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Marajo: Ancient Ceramics from the Mouth of the Amazon Margaret Young-Sanchez Denver Art Museum 2 Revised edition

11th July 2013 History Books 18 Comments

Margaret Young-Sanchez is Chief Curator and Frederick and Jan Mayer Curator of pre-Columbian Art at the Denver Art Museum. She curated the collections of pre-Columbian, African, Oceanic, and American Indian Art at the Cleveland Museum of Art for ten years, before moving to Denver in 1999. Dr. Young-Snchez earned B.A. and M.A. degrees in anthropology at Yale University and a doctorate in art history at Columbia University. Her exhibition Tiwanaku: Ancestors of the Inca opened in Denver in 2004.

Denise Pahl Schaan, Professor of Archaeology, Universidade Federal do Pará, Brazil, has directed several archaeological projects on Marajó Island.

The Amazon Basin is now recognized as a cradle of cultural and technological innovation in the ancient Americas. It was there that the hemisphere’s earliest known ceramics (ca. 5000 b.c.) were produced. Located at the mouth of the Amazon River in Brazil, Marajó Island was home to one of the region’s most populous and sophisticated ancient societies (a.d. 300–1300). Island chiefdoms built impressive mounds to support multifamily longhouses, ceremonial spaces, and cemeteries, and constructed channels, dams, and weirs to trap huge quantities of fish as the annual floodwaters receded. Aquaculture, rather than agriculture, provided the primary source of subsistence for the Marajó people. Their beautifully decorated ceramics reveal the skill and artistry of Amazonian potters and the complexity of their cosmology.

Lavishly illustrated, this volume presents ceramics from the Denver Art Museum, Barbier-Mueller Museums of Geneva and Barcelona, University of Pennsylvania Museum of Archaeology and Anthropology, American Museum of Natural History, and private collections. Included are boldly painted burial urns, delicately incised figures, intricately carved and painted jars, bowls, and plates, and unique circular ceramic stools. Margaret Young-Sánchez and Denise Pahl Schaan’s essays describe Marajó culture, ceramics, and funerary practices. Maps and photographs round out this important contribution to South American art history and archaeology.

Marajo: Ancient Ceramics from the Mouth of the Amazon

The Essential Guide to Mold Making & Slip Casting

It’s difficult to imagine how a self-published book could contain the hundreds of color photographs potter Martin uses to illustrate the very technical nature of mold making and slip casting. His three decades of studio experience stand behind this revised edition of his ultimate guide to the process of pouring liquid clay into a mold to shape a clay object—and ensure that the items, at least their size and dimensions, are identical. The book follows in logical detail all the need-to-know content, from tolls and materials to the different iterations of mold making as well as a troubleshooting guide. Steps are pictured in color, numbered, and captioned as companions to the narrative; occasional sidebars, lots of finished art ceramics, and five working artist portraits—Anne Kraus, Tom Spleth, Donna Polseno and Richard Hensley, and Richard Notkin—underscore the outcome of mastering these techniques. Plaster-mixing ratios, casting-slip recipes, and a glossary are appended. Jacobs, Barbara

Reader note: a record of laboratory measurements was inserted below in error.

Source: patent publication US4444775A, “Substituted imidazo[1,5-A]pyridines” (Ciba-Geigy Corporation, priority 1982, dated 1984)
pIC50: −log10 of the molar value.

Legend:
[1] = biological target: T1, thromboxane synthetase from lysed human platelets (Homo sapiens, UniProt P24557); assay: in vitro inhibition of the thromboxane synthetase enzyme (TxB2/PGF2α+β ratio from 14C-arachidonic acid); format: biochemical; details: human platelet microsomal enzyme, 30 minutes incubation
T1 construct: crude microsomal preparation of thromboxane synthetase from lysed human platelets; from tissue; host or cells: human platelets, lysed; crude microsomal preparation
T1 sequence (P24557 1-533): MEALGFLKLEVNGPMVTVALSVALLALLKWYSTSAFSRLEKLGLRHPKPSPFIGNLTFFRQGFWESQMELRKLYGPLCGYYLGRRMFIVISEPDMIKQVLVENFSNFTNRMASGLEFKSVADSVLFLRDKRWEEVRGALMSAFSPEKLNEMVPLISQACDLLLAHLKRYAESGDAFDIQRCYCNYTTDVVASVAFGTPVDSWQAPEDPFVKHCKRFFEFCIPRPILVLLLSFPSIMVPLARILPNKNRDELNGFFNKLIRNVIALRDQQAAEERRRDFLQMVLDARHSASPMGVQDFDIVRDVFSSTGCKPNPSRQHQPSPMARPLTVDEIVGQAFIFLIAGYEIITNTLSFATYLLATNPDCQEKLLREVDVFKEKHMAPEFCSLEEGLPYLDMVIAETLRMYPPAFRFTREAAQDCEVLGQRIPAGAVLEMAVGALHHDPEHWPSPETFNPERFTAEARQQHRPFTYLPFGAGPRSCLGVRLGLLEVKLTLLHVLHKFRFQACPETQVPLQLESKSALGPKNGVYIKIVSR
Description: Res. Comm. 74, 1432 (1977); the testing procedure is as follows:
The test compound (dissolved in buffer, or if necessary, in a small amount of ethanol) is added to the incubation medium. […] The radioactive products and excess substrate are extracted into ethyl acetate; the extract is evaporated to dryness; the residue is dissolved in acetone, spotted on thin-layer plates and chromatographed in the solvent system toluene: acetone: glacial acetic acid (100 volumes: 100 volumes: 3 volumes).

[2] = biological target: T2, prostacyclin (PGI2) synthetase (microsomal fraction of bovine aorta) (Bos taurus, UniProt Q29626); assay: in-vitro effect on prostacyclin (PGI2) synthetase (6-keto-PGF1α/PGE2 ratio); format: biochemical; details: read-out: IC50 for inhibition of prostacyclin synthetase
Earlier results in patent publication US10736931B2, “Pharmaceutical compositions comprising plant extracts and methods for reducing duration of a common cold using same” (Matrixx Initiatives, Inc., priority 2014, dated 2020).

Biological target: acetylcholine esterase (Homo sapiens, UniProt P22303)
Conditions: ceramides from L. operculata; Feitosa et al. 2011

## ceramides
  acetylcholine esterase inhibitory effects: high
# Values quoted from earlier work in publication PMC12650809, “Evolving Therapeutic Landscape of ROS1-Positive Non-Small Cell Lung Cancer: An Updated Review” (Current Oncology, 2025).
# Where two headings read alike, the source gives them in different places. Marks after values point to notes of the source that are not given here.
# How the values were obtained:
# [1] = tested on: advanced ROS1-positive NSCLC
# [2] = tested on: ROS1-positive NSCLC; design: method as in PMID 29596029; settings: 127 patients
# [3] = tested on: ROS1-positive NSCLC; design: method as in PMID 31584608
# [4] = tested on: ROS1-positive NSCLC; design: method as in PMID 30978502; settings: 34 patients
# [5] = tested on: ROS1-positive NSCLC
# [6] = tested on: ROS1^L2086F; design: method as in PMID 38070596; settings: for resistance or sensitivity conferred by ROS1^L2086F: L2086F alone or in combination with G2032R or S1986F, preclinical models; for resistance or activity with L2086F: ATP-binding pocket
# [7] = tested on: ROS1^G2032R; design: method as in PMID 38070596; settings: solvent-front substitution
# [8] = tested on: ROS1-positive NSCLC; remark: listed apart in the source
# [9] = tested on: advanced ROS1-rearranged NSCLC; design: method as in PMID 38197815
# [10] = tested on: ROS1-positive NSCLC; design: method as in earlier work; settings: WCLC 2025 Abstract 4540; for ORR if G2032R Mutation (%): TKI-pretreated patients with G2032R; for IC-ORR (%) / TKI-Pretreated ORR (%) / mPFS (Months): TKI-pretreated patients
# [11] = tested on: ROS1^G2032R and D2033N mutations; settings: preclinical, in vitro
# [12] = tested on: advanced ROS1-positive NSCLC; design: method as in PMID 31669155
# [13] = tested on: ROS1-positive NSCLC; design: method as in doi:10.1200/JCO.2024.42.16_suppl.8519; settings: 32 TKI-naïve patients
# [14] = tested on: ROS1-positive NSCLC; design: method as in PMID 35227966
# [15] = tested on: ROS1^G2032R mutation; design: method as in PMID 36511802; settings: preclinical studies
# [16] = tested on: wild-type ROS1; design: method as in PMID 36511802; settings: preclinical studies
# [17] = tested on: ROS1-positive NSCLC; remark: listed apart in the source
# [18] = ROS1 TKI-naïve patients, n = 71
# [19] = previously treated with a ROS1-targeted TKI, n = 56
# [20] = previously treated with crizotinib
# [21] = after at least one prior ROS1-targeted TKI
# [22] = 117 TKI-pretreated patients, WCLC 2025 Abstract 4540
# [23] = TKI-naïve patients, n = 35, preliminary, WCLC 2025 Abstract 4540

Copyright American Library Association. All rights reserved

For potters, mold making is invaluable because it allows them to slip-cast identical multiples of their workand this newly revised, now in color edition of Andrew Martins classic is the definitive guide to the craft. No other volume has shown the processes in such how-to detail. Its overflowing with hundreds of photos, key techniques, projects, master artist profiles, and troubleshooting tips. A thorough introduction addresses materials and tools, and presents Martins simple, unique template method for making clay prototypes. Create easy one-piece molds to make tiles, bowls, and platters, or multi-piece molds for more complex forms. An extensive overview covers slip formulation, while offering highly desired slip recipes for low-, mid-, and high-fire clay bodies. This will be the standard reference in every ceramists library.

The Essential Guide to Mold Making & Slip Casting (A Lark Ceramics Book)

  • 18 responses to "Marajo: Ancient Ceramics from the Mouth of the Amazon Margaret Young-Sanchez Denver Art Museum 2 Revised edition"

  • CharlesJ
    3:07 on July 11th, 2013
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    I thought this book was very well written. Multi-part molds are not exactly easy, but he explains it very well. I haven’t yet attempted all the concepts in the book, but learned so many neat tricks already that it’s already made itself very useful :)

  • Grisel Verela
    8:25 on July 11th, 2013
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    I already knew a bit about rubber mold making, this book rounded out my knowledge on making ceramic molds. I especially like the primer on the different clay and slip types.

  • Tamala Czapski
    9:21 on July 11th, 2013
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    This excellent book is an ambitious and extremely thorough survey of mold making and slip casting. In re-reading sections of the book, I regularly uncover additional information that is useful as I gain more experience. In other words, this book keeps on giving: the more experience you have with the techniques, the more you can learn from Andrew Martin guidance and examples. Great trouble-shooting sections.